My Brain is Plastic

In general, I think of myself as a pretty confident person. But every once and a while, anxiety strikes and I freeze up. It usually happens when I’m trying to do something that I consider very important, and when I am trying to do it well. And the anxiety makes it so that I am either paralyzed or I flub up on whatever it is that I am trying to accomplish. So basically, anxiety is a real drag.

I recently had a realization, however. It sprang in part from having watched Shawn Achor’s TED talk on positive psychology, and also from a conversation I had with a friend about the neuroplasticity of the human brain. Neuroplasticity refers to the fact that our brains are constantly changing throughout our lives due to factors in our environment, and (most importantly for my purposes) due to our choices and actions. The way we choose to act, and the way we choose to react, to our circumstances affects the synaptic connections in our brain. In other words, we are capable of contributing to major rewiring of our very own brains. And that, my friends, is nothing short of revolutionary.

So. What does this have to do with anxiety? Here’s what: my anxious reaction to stress is merely one set of well-worn neural pathways. Every time I react in an anxious way, I reinforce these pathways. If I can recognize this fact, then I can begin to cultivate new and healthier patterns. I can take a deep breath when I feel anxious. I can go out for a walk. I can do any number of things, so long as I am moving in a new direction and not just repeating the same old patterns of thinking and doing. I also have to pause here to give credit to Bill O’Hanlon, who outlines a very similar approach in his book Do One Thing Different. O’Hanlon advocates noticing our patterns when things are going badly, and changing anything about these patterns, no matter how small. (He also advocates noticing what patterns contribute to our feeing better, and repeating these patterns.)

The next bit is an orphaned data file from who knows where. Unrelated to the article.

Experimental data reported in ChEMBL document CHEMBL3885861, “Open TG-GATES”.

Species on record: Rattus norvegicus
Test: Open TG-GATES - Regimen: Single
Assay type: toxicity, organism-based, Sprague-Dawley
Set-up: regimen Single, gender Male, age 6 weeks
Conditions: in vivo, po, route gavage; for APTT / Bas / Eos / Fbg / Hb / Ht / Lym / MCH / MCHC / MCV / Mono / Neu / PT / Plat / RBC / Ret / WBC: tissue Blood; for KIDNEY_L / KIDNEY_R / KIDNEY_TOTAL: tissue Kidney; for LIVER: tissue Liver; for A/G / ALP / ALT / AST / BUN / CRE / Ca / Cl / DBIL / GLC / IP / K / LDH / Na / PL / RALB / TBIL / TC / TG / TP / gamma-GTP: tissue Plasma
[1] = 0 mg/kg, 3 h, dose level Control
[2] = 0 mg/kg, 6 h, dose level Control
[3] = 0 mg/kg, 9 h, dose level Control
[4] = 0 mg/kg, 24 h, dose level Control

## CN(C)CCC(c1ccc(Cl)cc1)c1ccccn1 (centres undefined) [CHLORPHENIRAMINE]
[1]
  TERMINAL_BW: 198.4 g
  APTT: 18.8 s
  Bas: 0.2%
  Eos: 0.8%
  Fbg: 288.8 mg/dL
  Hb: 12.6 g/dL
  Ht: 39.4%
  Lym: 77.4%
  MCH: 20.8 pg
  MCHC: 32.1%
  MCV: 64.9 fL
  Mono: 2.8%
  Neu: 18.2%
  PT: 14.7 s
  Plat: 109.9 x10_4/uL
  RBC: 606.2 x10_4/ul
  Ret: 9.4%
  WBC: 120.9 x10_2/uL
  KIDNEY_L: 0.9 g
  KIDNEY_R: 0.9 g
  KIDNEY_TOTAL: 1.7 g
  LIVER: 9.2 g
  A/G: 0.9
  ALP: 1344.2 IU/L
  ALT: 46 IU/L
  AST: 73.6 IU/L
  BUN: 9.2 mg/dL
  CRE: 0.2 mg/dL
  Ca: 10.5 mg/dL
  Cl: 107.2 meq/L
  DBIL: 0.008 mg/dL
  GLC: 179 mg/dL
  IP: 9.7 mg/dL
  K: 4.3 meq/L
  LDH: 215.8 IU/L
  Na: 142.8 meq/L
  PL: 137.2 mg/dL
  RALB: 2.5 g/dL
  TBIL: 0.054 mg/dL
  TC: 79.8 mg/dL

So there you have it. Our brains are plastic. We can learn, cultivate and practice healthier patterns of thinking, and we can start today. Right now. Are you with me?


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